Lessons Learned

According to architect Ernesto Fonseca, who analyzed the project as part of his graduate thesis work at ASU and who was a member of the design/build team, the following lessons can be derived from the Nageezi House:

• High desert temperature swings are the ideal impetus to use thermal mass in the design.

• Passive heating can mean the difference between a high and a low energy bill, and between comfortable and uncomfortable indoor ambient temperatures.

• Passive strategies should be the first alternative implemented, followed by the optimization of mechanical systems.

• Good design does not necessarily have to increase the price of housing units.

• Sustainability targets long-term affordability.

Computer simulations run before the occupants moved into the house did not take into account some of the realities of life on the Navajo Reservation in a multigenerational setting. Before a washer and dryer were donated as part of the Nageezi House project, this family used solar power to dry clothes after driving a great distance to wash them at a laundromat. So, while the in-home washer and dryer added to their quality of life (and saved much gasoline), it also boosted energy usage above the predictions, and above that used in the previous home with no washer and dryer. Because the client's children live on either side of them, and no other family members have a washer and dryer, or even a hot shower, more people are using the home than the model accounted for.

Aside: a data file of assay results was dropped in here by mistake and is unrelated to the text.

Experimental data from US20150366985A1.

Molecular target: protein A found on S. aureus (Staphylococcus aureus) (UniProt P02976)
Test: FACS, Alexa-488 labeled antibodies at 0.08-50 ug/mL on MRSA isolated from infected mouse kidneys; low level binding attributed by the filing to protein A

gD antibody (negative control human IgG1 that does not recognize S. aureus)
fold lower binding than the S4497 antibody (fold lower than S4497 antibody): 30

Daniel Glenn, the Stardust Center design director who led the project's design, says the clients anticipated that a "new, green home may cost less, but you can't compete in low energy costs with a home where they heat one room with wood and cluster around it, and nobody is using a washer and dryer or taking a hot shower." Even with an efficient new home, in parts of the first year the occupants spent more on electricity because of the technological improvements and the fact that teenage grandchildren came to live with them for some months. The design team is working with the family to help them realize that while their living standard is now higher, their energy bills are also moderately higher because of the new amenities, a larger space requiring heating or cooling, and additional family members.